‘A sad day’: Power disconnected at Halifax homeless encampments as eviction efforts ramp up

Click to play video: 'Power disconnected at Halifax homeless encampments'
Power disconnected at Halifax homeless encampments
The deadline has arrived for people living in five Halifax encampments to leave, but finding accommodation for those evicted has been a challenge. Heidi Petracek explains how the city's struggle to help the unhoused is representative of a growing problem across Canada, and why not all tent residents want to go to a shelter – Mar 1, 2024

Crews spent Friday morning disconnecting power at two major Halifax-area homeless encampments as part of the municipality’s efforts to clear them out.

Power has been disconnected both at Grand Parade and the Cobequid ballfield — two of the city’s recently de-designated encampment sites.

There were still about 12 people living at Grand Parade in downtown Halifax Friday morning, as temperatures dipped well into the negatives. Work to remove the generator supplying electricity to the site was slowed due to wires being frozen to the ground.

Steve Wilsack, who volunteers at the encampment helping residents with their needs, said it was the “worst possible day to be cutting anyone’s power.”

“It’s a sad day,” he said. “The fact that there’s up to 12 individuals still here and they have no suitable place to go for housing is a great concern.”

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With the power off, Wilsack said he was worried about the impacts of extreme cold on those who remain.

“The safety concerns are grave,” he said. “We have someone here that’s pregnant. We have people that are (in) mental anguish. This will add an additional trigger.”

Earlier this month, the municipality said it would be closing five of its 11 designated encampment sites where unhoused people had been living in tents, saying “better options now exist,” including a 70-bed shelter that recently opened at the Halifax Forum.

Residents awoke Feb. 7 to find eviction notices pinned to their tents, telling them they had to leave by Feb. 26.

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The affected sites are the Geary Park green space, Saunders Park, Victoria Park, Grand Parade, and the Correctional Centre Park in Lower Sackville, also known as the Cobequid Road ballfield.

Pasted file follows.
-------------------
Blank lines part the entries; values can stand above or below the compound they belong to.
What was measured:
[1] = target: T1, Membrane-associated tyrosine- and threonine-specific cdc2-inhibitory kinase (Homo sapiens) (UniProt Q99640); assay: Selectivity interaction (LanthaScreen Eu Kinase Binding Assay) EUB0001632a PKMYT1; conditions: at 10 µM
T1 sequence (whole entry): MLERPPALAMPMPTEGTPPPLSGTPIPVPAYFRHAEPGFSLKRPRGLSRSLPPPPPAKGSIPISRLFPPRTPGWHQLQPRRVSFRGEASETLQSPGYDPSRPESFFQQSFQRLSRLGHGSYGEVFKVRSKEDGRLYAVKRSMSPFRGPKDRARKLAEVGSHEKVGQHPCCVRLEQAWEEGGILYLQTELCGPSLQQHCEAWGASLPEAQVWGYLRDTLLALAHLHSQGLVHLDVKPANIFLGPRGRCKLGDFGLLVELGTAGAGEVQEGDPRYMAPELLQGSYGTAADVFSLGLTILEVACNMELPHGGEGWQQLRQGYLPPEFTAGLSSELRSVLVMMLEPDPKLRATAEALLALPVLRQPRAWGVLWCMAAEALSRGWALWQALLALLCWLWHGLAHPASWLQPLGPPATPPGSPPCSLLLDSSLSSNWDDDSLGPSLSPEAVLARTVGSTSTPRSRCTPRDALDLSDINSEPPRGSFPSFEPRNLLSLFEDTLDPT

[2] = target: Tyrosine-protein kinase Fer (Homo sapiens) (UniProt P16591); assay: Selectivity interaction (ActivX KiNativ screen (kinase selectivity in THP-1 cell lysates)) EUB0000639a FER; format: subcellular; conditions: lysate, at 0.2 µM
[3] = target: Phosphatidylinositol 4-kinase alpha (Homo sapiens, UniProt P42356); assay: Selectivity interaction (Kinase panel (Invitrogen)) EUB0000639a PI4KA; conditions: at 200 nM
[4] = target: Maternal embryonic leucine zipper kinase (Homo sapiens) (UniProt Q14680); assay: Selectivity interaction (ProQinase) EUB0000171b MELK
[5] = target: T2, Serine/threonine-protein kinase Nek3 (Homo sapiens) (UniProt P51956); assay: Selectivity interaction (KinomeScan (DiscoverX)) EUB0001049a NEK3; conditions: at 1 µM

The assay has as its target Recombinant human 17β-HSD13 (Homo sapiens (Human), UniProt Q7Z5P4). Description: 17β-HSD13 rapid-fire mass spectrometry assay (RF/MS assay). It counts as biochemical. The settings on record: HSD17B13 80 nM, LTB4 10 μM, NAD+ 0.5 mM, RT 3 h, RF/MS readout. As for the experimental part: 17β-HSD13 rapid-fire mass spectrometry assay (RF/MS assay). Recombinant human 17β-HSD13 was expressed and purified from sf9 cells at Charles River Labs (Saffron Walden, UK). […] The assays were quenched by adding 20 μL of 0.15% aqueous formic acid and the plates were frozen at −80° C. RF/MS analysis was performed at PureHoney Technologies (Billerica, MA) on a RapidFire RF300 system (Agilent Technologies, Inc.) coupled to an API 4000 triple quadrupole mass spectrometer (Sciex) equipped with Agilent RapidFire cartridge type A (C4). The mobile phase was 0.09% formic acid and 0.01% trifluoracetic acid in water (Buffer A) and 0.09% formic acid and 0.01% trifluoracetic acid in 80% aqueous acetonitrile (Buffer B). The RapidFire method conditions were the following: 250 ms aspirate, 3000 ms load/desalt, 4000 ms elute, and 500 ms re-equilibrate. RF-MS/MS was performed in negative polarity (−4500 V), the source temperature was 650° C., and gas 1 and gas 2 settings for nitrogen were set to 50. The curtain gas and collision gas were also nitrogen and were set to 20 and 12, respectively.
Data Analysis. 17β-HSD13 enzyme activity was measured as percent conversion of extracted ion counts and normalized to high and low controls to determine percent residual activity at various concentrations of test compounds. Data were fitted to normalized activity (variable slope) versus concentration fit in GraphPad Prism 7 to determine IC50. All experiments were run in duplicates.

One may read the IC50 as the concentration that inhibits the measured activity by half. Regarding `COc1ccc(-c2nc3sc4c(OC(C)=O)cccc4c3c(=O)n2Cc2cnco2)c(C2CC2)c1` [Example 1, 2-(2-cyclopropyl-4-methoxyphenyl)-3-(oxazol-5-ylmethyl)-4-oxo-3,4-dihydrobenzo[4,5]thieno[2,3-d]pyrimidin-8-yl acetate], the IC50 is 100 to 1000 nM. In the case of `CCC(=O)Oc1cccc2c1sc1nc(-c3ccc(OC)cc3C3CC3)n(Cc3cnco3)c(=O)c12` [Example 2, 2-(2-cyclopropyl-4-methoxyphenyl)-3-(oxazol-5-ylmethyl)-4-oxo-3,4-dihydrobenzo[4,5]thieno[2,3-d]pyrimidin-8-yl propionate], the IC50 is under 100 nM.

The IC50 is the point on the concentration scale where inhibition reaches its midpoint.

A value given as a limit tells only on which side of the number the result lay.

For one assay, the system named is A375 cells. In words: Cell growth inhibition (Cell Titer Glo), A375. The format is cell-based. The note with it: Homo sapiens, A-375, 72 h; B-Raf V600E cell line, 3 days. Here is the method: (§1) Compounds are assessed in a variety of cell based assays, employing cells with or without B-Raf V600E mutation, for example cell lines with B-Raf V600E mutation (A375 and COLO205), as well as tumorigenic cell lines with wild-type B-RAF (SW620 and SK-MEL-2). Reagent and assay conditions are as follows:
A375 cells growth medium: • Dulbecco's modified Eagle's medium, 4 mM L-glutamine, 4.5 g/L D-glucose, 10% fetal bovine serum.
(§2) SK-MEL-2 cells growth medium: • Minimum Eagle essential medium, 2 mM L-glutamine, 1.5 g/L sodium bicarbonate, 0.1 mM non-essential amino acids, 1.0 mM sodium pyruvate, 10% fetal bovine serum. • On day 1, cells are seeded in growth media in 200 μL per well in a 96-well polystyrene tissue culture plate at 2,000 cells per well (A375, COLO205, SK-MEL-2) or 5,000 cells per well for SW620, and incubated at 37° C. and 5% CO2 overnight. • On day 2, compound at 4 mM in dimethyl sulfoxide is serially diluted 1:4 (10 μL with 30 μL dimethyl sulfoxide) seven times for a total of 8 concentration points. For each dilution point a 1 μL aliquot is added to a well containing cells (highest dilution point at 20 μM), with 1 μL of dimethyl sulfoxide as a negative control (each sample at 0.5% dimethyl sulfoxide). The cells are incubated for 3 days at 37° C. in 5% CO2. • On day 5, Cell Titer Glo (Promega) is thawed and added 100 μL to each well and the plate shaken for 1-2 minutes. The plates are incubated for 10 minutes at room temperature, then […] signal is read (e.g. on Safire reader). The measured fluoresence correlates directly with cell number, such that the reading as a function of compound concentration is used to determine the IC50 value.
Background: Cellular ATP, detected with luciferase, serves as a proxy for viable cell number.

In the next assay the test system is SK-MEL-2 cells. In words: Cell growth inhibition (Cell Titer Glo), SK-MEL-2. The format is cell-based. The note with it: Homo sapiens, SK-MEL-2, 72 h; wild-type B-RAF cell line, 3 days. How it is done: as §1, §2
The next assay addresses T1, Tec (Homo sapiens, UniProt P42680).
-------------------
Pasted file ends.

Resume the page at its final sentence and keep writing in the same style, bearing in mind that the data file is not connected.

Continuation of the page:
Click to play video: 'Halifax not enforcing encampment evictions as deadline day arrives'
Halifax not enforcing encampment evictions as deadline day arrives

The deadline for residents to leave the sites came and went Monday, but the city opted to not enforce the evictions, as they were still working to find housing for people.

But earlier this week, the municipality visited those living in Grand Parade, Victoria Park, and the Cobequid ballfield, telling residents to collect their belongings.

The municipality said in a statement Wednesday the province has assured them that “there are enough spaces available in indoor shelters and supportive housing options for everyone in the de-designated locations.”


But Wilsack said that’s “misinformation.” While there may be shelter space available, many people do not want to stay in shelters due to a lack of privacy and security, and fears of being separated from loved ones.

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Moreover, shelters are supposed to be for emergencies, and are not suitable places to live, he said.

“The shelter does have some space, but that’s an emergency shelter only. That is not four walls,” he said. “We’ve had residents time and time again, pleading for a place to go.”

Power has now been disconnected at Grand Parade, where around 12 people, including a pregnant woman, are still living. Neil Benedict/Global News

Wilsack added that there are constantly more people falling into homelessness amid Halifax’s housing crisis, and he wonders what will happen when the emergency shelters do fill up.

He said as people leave the de-designated encampment sites, other encampment sites will continue to fill up.

“We’re playing whack-a-mole. Basically, close one encampment down, they move somewhere else,” he said. “If you’re going to have encampments, at least set it up in a humane fashion … let’s set it up with proper amenities, let’s set it up with power, let’s set it up with staffing.

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“Herding them into a space with 100 other people, that’s not housing.”

‘They can’t stay there’

Max Chauvin, Halifax’s director of housing and homelessness, said Friday that fewer than 20 people now remain in Halifax’s de-designated encampment sites. That number is down from 29 earlier this week and 55 when eviction notices were first handed out.

He said municipal staff are having conversations with the residents about their options to find a new place to stay or store their belongings.

“There are options that they have if they want to go indoors, and also (recognizing) that there are some folks who say, ‘Look, I just feel better outside,'” he said.

“If that’s where somebody is, you have to respect that, but they can’t stay there. So they need to look at going to another designated location, or something like that.”

The Barrington Street green space, Green Road Park, Lower Flinn Park, and the University Avenue green space remain open for people to tent.

Asked why the city cut power to the encampments on a day where temperatures hovered around -11, with a westerly wind making it feel like -19, Chauvin said residents have known since Feb. 7 that they would have to leave.

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“We told everybody in advance what the day was going to be, and so we moved forward,” he said. “We do have a designated location that has space, that does have power.”

Chauvin said once everyone has moved out, the city will fence off Grand Parade for remediation and cleanup.

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